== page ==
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Efficacy and Safety of Daclatasvir and Asunaprevir Combination Therapy in Elderly Chronic Hepatitis C Patients
J. Kor. Soc. Health-syst. Pharm. 2018;35:453-462
Published online November 30, 2018;
© 2018 Korean Society of Health-System Pharmacists

You Kyung Parka,†, Su Jin Shina, You Ock Choia, Hye Jung Choib, Jin Suk Kanga and Shin-Yi Hwangboa

Department of Pharmacy, Seoul St. Mary’s Hospital, The Catholic University of Korea 222, Banpo-daero, Seocho-gu, Seoul, 06591, Republic of Koreaa
Department of Pharmacy, St. Paul's Hospital, The Catholic University of Korea 180 Wangsan-ro, Dongdaemun-gu, Seoul, 02559, Republic of Koreab
Correspondence to: You Kyung Park, Tel:02-2258-2542,
Received April 3, 2018; Revised May 21, 2018; Accepted September 14, 2018.
This is an Open Access article distributed under the terms of the Creative Commons Attribution Non-Commercial License ( which permits unrestricted non-commercial use, distribution, and reproduction in any medium, provided the original work is properly cited.
Background : The prevalence of chronic hepatitis C virus (HCV) tends to be higher in the elderly. Pegylated interferon and ribavirin therapy (Peg-IFN/RBV) was recommended as the first-line treatment in the past decades, but this regimen showed unsatisfactory results in terms of safety and efficacy especially in elderly patients. Recently, it was demonstrated that dual therapy with daclatasvir and asunaprevir was well tolerated and led to high sustained virological response (SVR) rates, irrespective of age. We conducted a study to evaluate the efficacy and safety of daclatasvir plus asunaprevir by involving elderly patients aged above 65 years.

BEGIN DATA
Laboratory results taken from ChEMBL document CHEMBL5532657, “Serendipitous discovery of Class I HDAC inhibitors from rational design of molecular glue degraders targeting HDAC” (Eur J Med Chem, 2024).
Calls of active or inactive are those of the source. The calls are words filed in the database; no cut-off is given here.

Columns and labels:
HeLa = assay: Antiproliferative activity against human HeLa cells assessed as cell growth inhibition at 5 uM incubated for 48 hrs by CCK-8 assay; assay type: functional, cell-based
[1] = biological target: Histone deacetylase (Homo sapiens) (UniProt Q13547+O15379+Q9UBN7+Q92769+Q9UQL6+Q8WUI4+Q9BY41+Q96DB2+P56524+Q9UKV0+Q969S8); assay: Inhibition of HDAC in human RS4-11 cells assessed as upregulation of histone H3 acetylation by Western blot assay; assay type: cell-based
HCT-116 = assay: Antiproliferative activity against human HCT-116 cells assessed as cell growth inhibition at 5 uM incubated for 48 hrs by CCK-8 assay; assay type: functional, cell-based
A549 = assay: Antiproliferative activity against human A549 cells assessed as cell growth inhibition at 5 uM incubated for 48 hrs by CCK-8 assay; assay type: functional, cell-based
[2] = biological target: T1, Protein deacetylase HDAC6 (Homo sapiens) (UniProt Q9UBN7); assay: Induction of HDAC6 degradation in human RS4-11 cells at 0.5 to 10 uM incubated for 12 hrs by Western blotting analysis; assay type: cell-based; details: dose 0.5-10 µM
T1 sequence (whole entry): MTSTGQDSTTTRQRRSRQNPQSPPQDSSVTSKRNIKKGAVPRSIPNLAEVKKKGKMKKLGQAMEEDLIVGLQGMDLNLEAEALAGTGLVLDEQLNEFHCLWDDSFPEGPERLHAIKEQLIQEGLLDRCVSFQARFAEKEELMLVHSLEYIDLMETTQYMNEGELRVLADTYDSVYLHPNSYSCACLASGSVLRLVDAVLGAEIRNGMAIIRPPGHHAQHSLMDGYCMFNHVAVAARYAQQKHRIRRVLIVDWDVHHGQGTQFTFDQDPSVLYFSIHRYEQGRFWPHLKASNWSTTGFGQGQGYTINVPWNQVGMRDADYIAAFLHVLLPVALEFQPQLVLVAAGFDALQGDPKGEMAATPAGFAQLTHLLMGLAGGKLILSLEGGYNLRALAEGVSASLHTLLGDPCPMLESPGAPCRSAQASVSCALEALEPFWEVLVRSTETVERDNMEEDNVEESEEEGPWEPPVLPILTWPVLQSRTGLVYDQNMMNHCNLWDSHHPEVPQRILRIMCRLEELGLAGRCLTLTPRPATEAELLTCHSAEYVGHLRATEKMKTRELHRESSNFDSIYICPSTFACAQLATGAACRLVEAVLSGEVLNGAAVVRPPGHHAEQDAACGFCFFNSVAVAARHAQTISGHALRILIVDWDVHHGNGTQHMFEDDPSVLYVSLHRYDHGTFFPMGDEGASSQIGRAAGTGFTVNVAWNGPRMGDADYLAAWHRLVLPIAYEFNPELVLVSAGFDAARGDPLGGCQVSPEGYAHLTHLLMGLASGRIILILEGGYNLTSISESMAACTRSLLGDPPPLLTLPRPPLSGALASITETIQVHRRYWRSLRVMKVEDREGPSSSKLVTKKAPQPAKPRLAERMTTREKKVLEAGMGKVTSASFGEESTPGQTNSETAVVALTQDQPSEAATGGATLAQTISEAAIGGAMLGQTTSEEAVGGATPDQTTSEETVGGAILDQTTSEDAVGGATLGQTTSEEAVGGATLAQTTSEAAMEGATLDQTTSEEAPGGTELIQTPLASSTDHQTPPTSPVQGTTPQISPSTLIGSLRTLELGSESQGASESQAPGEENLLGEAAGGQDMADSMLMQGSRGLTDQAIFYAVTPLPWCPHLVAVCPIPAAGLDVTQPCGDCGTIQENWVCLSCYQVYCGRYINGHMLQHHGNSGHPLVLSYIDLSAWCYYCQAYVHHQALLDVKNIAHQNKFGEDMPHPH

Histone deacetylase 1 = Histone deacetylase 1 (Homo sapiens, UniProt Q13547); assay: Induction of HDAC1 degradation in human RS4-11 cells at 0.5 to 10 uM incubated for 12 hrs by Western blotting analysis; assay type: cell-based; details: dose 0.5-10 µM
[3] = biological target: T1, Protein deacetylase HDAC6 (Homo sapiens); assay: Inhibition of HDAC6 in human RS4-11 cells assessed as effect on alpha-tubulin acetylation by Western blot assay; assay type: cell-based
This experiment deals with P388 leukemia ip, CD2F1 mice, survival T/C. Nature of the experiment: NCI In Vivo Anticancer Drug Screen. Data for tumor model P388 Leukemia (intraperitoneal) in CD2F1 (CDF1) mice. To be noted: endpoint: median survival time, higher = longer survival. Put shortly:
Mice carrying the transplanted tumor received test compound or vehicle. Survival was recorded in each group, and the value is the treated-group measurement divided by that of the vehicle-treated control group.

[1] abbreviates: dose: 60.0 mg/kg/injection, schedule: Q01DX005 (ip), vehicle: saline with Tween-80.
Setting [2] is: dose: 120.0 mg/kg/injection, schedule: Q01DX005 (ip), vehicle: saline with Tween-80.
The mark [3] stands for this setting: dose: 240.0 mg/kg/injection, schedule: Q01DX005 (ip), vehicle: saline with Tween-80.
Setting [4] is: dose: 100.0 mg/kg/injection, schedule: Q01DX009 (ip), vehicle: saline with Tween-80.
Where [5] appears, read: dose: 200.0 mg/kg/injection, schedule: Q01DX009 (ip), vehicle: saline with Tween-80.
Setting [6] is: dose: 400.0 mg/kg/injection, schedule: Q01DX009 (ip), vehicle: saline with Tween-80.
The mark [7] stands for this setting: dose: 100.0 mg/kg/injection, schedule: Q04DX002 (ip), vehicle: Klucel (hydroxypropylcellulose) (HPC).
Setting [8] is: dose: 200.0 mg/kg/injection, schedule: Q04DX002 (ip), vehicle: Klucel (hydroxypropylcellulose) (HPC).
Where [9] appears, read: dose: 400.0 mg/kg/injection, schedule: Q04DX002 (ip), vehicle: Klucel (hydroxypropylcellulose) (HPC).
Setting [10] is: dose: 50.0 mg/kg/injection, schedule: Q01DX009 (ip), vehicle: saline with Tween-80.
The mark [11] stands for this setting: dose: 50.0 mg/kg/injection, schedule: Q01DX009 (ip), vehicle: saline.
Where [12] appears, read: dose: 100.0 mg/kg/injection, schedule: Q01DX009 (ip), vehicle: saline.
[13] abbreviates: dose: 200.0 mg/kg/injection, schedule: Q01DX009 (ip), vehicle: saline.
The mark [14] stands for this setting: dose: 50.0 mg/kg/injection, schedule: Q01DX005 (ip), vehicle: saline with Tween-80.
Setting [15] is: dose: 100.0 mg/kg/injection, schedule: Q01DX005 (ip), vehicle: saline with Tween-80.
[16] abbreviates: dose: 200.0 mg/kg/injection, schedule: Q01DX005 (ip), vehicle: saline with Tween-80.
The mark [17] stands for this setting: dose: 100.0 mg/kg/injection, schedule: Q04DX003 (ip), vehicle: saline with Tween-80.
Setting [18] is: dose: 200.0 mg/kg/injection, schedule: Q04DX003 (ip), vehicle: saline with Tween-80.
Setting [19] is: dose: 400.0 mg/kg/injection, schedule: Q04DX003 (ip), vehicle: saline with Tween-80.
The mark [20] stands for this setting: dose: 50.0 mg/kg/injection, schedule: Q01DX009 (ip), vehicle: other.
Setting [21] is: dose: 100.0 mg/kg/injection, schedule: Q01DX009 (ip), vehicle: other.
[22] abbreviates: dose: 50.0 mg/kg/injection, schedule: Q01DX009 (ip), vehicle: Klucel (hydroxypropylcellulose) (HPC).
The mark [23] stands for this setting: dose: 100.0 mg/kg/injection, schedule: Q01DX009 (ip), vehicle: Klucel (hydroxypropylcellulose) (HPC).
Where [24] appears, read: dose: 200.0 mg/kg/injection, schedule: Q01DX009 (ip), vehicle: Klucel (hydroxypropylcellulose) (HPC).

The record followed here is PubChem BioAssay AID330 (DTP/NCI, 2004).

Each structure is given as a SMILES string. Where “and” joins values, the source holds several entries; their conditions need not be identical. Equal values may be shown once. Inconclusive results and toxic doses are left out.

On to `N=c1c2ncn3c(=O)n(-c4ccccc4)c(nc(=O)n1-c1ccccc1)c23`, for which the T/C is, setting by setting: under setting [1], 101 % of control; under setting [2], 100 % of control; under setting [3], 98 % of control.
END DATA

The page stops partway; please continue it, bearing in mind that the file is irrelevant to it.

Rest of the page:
Methods : We retrospectively analyzed clinical data from chronic hepatitis C virus (HCV) genotype 1b patients treated with daclatasvir plus asunaprevir from September 2015 to December 2016 at Seoul St. Mary’s hospital. The patients were divided into two groups as elderly patients (older than 65 years) and non-elderly patients (younger than 65 years) and compared the efficacy and safety.
Results : A total of 112 patients were treated with daclatasvir plus asunaprevir for chronic hepatitis C. Among them, 101 patients completed the whole treatment, and in 88 patients the amount of HCV RNA was measured after 12 weeks of treatment. There was no significant difference in SVR at 12 weeks between both the groups (p=0.68). Typically, 91.4%(32/35) of elderly patients and 94.3%(50/53) of non-elderly patients achieved SVR12. Common adverse events included elevation in transaminase level, headache, and gastrointestinal disorders. There was no statistical difference in the symptoms between the two groups.
Conclusions : The combination therapy with daclatasvir plus asunaprevir exhibited similar rates of SVR12 in HCV elderly patients without leading to further adverse events compared to non-elderly patients. Therefore, it is proposed that daclatasvir plus asunaprevir therapy could be considered as an effective and safe treatment, even in patients aged over 65 years.
Keywords : Chronic hepatitis C, DAA (Direct Acting Antiviral Agents), Daclatasvir, Asunaprevir

November 2018, 35 (4)